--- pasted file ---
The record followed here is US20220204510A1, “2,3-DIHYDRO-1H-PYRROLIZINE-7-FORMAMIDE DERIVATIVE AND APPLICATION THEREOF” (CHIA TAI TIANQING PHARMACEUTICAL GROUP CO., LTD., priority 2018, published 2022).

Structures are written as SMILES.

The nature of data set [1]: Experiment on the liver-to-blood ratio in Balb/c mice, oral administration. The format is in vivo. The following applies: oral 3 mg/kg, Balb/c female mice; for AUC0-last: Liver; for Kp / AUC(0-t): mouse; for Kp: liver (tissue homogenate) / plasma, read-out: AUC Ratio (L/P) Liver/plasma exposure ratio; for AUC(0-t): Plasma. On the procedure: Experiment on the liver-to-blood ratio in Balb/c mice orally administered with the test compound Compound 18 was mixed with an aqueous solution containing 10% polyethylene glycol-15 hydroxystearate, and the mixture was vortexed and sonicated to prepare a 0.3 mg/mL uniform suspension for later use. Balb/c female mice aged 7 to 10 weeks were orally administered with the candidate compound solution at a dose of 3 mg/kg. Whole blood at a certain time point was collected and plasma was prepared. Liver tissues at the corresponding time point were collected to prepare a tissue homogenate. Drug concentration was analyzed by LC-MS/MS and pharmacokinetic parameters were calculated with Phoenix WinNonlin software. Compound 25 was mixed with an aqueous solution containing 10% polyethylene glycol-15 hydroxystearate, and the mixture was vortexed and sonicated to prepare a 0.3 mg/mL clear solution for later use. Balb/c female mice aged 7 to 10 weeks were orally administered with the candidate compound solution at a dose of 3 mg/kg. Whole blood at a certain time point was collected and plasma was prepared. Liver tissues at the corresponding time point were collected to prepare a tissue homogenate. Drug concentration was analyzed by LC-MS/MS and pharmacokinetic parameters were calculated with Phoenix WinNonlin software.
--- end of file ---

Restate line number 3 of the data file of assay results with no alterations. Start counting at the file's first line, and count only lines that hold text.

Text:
The nature of data set [1]: Experiment on the liver-to-blood ratio in Balb/c mice, oral administration. The format is in vivo. The following applies: oral 3 mg/kg, Balb/c female mice; for AUC0-last: Liver; for Kp / AUC(0-t): mouse; for Kp: liver (tissue homogenate) / plasma, read-out: AUC Ratio (L/P) Liver/plasma exposure ratio; for AUC(0-t): Plasma. On the procedure: Experiment on the liver-to-blood ratio in Balb/c mice orally administered with the test compound Compound 18 was mixed with an aqueous solution containing 10% polyethylene glycol-15 hydroxystearate, and the mixture was vortexed and sonicated to prepare a 0.3 mg/mL uniform suspension for later use. Balb/c female mice aged 7 to 10 weeks were orally administered with the candidate compound solution at a dose of 3 mg/kg. Whole blood at a certain time point was collected and plasma was prepared. Liver tissues at the corresponding time point were collected to prepare a tissue homogenate. Drug concentration was analyzed by LC-MS/MS and pharmacokinetic parameters were calculated with Phoenix WinNonlin software. Compound 25 was mixed with an aqueous solution containing 10% polyethylene glycol-15 hydroxystearate, and the mixture was vortexed and sonicated to prepare a 0.3 mg/mL clear solution for later use. Balb/c female mice aged 7 to 10 weeks were orally administered with the candidate compound solution at a dose of 3 mg/kg. Whole blood at a certain time point was collected and plasma was prepared. Liver tissues at the corresponding time point were collected to prepare a tissue homogenate. Drug concentration was analyzed by LC-MS/MS and pharmacokinetic parameters were calculated with Phoenix WinNonlin software.